Can a Change in Required Skills and Com­pe­ten­cies Make an Exis­tent Role Redundant?


The Full Bench of the Fair Work Com­mis­sion has recent­ly con­clud­ed that where an employ­er wants to increase the skill lev­el of a par­tic­u­lar role for oper­a­tional based rea­sons, it may do so by mak­ing the exist­ing posi­tion redun­dant and replac­ing it with a new posi­tion that meets the busi­ness­es oper­a­tional needs. The Com­mis­sion in its deci­sion has made it clear that this should only occur where it would be unrea­son­able for the exist­ing employ­ee to under­take the fur­ther required training.


In Mack­ay Taxi Hold­ings v Wil­son [2014] FWCFB 1043, the employ­er under­took a review of its busi­ness oper­a­tional needs and deter­mined that it need­ed to increase the capac­i­ty of the admin­is­tra­tion and the new role would require the per­son to have bookkeeping/​accounting respon­si­bil­i­ties and a Cer­tifi­cate IV in Book­keep­ing. Ulti­mate­ly it meant that the exist­ing admin­is­tra­tion posi­tion would no longer be required.

The exist­ing employ­ee did not have these qual­i­fi­ca­tions and to pro­vide such train­ing would take a min­i­mum peri­od of 12 months and require a mon­e­tary out­lay that the busi­ness could not afford at the time. The employ­er also did not have con­fi­dence that the employ­ee would com­plete the train­ing. Based on these con­sid­er­a­tions the employ­er did not con­sid­er it rea­son­able to retrain the employ­ee. The employ­er noti­fied the employ­ee that her posi­tion was redun­dant on the basis that she could no longer per­form the duties required by the high­er lev­el posi­tion. The employ­er adver­tised the new posi­tion and allowed the employ­ee to apply for it. A more expe­ri­enced per­son applied for and was giv­en the new position.

The employ­ee sub­se­quent­ly filed an unfair dis­missal claim against her employer.

Com­mis­sion­er Booth at First Instance

The Appli­cant sub­mit­ted to the Com­mis­sion that the redun­dan­cy was not a gen­uine redun­dan­cy because 70% of the duties car­ried out in the cur­rent posi­tion would still be required in the new posi­tion. The Appli­cant fur­ther sub­mit­ted that with the sup­port of the com­pa­ny’s accounts team and under­tak­ing the for­mal train­ing, she could have per­formed the new posi­tion to a high standard.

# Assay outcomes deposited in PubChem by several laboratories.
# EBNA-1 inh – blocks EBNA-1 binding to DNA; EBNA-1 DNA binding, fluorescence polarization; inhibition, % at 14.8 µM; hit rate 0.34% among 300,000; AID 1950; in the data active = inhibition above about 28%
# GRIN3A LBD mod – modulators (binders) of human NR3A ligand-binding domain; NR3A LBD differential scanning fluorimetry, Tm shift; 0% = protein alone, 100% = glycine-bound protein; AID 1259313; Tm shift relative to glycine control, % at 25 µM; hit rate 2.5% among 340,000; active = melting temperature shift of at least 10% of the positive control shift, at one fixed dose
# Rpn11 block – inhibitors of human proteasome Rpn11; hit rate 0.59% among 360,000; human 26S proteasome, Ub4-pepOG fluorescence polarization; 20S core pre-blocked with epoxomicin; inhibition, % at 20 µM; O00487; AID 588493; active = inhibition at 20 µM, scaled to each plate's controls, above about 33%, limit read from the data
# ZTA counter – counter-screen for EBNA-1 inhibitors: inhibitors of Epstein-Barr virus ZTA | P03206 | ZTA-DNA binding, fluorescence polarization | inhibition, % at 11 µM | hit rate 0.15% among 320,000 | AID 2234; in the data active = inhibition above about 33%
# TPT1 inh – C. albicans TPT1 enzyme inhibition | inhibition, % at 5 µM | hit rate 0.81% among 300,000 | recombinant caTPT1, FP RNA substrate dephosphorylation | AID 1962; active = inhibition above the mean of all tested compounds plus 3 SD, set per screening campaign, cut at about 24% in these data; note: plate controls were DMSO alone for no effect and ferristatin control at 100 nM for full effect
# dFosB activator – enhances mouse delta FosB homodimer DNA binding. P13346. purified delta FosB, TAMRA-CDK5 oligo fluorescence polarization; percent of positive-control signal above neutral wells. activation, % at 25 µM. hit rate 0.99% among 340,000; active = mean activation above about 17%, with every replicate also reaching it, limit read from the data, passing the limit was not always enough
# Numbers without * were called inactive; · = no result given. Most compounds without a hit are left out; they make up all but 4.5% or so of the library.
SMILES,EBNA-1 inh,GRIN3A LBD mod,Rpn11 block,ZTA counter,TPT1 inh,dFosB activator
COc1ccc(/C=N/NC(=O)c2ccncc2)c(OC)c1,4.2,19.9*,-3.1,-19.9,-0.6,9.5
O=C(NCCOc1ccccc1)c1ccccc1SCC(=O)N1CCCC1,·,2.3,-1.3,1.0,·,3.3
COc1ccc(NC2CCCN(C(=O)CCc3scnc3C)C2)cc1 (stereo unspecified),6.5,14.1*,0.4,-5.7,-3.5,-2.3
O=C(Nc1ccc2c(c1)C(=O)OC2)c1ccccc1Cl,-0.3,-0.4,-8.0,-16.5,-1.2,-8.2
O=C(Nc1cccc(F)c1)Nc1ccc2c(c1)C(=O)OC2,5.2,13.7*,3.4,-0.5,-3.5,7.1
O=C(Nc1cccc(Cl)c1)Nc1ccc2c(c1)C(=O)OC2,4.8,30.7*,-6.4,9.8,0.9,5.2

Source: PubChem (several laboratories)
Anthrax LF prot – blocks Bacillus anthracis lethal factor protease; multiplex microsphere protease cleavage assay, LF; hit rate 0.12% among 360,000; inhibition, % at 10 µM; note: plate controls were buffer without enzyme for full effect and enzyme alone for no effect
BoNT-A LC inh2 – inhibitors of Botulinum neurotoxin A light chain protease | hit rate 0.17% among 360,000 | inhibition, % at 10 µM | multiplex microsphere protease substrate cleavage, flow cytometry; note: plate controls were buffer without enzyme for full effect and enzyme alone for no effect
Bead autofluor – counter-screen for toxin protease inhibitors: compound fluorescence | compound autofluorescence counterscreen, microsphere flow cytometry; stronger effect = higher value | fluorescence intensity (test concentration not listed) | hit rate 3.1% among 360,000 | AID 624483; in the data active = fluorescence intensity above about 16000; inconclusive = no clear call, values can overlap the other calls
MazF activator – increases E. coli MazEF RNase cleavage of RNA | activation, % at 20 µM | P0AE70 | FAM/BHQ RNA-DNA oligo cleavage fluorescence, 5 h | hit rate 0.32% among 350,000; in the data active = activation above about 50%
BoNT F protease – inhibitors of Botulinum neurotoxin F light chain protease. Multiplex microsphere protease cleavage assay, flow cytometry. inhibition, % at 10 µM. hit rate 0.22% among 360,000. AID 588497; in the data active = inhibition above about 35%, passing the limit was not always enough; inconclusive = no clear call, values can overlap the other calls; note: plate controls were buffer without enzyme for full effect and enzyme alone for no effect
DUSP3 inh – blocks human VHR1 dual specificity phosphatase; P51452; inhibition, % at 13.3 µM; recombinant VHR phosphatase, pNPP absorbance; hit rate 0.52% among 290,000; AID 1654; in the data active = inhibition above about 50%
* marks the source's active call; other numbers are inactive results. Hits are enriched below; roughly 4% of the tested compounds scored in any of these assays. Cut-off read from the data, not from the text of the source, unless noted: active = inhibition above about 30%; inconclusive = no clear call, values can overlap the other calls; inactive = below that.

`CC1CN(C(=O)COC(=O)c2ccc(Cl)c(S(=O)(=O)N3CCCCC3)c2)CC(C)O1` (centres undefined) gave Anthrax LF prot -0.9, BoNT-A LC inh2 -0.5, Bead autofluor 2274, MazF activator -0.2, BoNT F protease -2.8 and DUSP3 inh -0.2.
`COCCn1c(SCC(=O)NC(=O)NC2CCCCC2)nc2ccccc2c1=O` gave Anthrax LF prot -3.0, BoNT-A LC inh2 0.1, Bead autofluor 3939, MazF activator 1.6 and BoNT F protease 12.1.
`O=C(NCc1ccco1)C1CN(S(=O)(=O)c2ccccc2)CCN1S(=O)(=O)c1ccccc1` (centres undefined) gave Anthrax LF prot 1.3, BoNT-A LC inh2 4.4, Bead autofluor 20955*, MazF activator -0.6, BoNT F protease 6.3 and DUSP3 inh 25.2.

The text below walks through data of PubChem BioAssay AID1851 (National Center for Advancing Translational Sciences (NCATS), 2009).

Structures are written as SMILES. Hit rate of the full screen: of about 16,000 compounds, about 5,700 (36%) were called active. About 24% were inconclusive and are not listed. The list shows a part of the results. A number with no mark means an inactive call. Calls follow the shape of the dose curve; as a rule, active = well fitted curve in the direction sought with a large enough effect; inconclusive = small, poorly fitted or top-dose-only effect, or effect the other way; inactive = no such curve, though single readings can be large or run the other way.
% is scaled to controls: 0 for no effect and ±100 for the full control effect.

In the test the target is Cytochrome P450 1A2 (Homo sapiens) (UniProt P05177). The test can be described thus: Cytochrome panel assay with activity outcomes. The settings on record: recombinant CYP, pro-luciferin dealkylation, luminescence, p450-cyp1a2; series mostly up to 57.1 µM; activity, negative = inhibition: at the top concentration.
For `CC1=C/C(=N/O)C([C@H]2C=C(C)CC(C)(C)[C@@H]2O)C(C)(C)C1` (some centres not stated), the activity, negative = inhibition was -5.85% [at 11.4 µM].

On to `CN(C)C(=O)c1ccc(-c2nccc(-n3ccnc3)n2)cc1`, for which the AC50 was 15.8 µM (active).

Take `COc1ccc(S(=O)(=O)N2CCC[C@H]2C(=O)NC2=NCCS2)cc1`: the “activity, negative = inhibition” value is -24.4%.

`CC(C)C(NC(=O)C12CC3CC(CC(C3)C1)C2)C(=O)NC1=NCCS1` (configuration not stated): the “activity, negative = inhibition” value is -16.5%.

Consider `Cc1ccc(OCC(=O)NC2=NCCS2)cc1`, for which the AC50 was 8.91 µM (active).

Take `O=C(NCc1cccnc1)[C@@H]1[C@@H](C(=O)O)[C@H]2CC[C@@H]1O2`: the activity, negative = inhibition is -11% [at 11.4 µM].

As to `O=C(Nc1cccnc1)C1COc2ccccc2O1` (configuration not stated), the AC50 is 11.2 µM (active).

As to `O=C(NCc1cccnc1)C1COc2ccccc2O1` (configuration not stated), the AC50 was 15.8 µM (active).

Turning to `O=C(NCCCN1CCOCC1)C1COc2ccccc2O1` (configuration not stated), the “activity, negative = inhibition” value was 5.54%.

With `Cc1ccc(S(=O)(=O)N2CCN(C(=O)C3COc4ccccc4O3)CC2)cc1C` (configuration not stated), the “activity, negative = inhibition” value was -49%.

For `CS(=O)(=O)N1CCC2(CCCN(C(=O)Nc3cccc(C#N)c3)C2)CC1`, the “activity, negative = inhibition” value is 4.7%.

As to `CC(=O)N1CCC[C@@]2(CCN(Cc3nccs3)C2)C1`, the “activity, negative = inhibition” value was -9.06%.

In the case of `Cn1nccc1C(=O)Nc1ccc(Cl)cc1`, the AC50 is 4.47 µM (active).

The Respon­dent how­ev­er sub­mit­ted that the board of the organ­i­sa­tion had deter­mined that the busi­ness need­ed restruc­tur­ing with a view to increas­ing the capac­i­ty of the admin­is­tra­tion func­tion at a high­er lev­el. It was there­fore deter­mined that there would not be suf­fi­cient work to keep a qual­i­fied book­keep­er and an admin­is­tra­tor occu­pied full time result­ing in the deci­sion that the exist­ing admin­is­tra­tive posi­tion would no longer be required.

Com­mis­sion­er Booth at first instance was not con­vinced that the changes insti­tut­ed by the Respon­dent result­ed in a gen­uine redun­dan­cy. Com­mis­sion­er Booth con­clud­ed that the changes were made to a con­tin­u­ing and exist­ing role which would not sat­is­fy that statu­to­ry def­i­n­i­tion of redun­dan­cy which requires that the job is no longer required to be per­formed by anybody.

Appeal to the Full Bench

The Respon­dent upon appeal claimed that Com­mis­sion­er Booth had erred in the con­clu­sion that the changes were to an exist­ing and con­tin­u­ing role. The Respon­dent sub­mit­ted that the new require­ment of high­er qual­i­fi­ca­tions was in fact required to give effect to new high­er lev­el duties mak­ing up the foun­da­tion of the new job and not mere add-ons to the exist­ing role.

The Full Bench agreed with the above sub­mis­sions and reject­ed the first instance deci­sion. The Full Bench held that the require­ment for a for­mal qual­i­fi­ca­tion was not a mere add-on but rather reflec­tive of oper­a­tional changes which gave effect to a require­ment for new and high­er lev­el duties required to be car­ried out by an appro­pri­ate qual­i­fied bookkeeper.

In arriv­ing at this deci­sion, the Full Bench expressed the view that the ques­tion is not whether the orig­i­nal duties or tasks con­tin­ue to be required to be per­formed, but rather that there are oper­a­tional-dri­ven changes to the posi­tion which would result in the job pre­vi­ous­ly per­formed by the appli­cant no longer exist­ing. In this regard the Full Bench quot­ed with approval, a pas­sage from a deci­sion of Ham­berg­er SDP in Kek­eris and A,. Hartrodt Aus­tralia Pty Ltd [2010] FWA 674 :

When one looks at the spe­cif­ic duties per­formed by the appli­cant pri­or to her ter­mi­na­tion they have much in com­mon with those of the new posi­tion in the new struc­ture. The test is not how­ev­er whether the duties sur­vive. Para­graph 1548 of the explana­to­ry mem­o­ran­dum makes it clear that it can still be a gen­uine redun­dan­cy’ where the duties of a pre­vi­ous job per­sist but are redis­trib­uted to oth­er posi­tions. The test is whether the job pre­vi­ous­ly per­formed by the appli­cant still exists.”


This deci­sion pro­vides a use­ful bench­mark for employ­ers when mak­ing oper­a­tional changes to their busi­ness and con­sid­er­ing whether to make a posi­tion redun­dant or not.

When employ­ers are propos­ing oper­a­tional changes which affect the posi­tion of an exist­ing employ­ee, they should give con­sid­er­a­tion as to whether, in line with their busi­ness inter­ests, they can rea­son­ably jus­ti­fy retrain­ing or up skilling the exist­ing employee.

As demon­strat­ed in this case, the time and cost required to retrain an employ­ee will be sig­nif­i­cant fac­tors for con­sid­er­a­tion. A fail­ure to gen­uine­ly con­sid­er retrain­ing an exist­ing employ­ee may be viewed adverse­ly by the Fair Work Com­mis­sion as indica­tive of the employ­er’s motives, and may affect their prospects of suc­cess­ful­ly resist­ing an unfair dis­missal claim.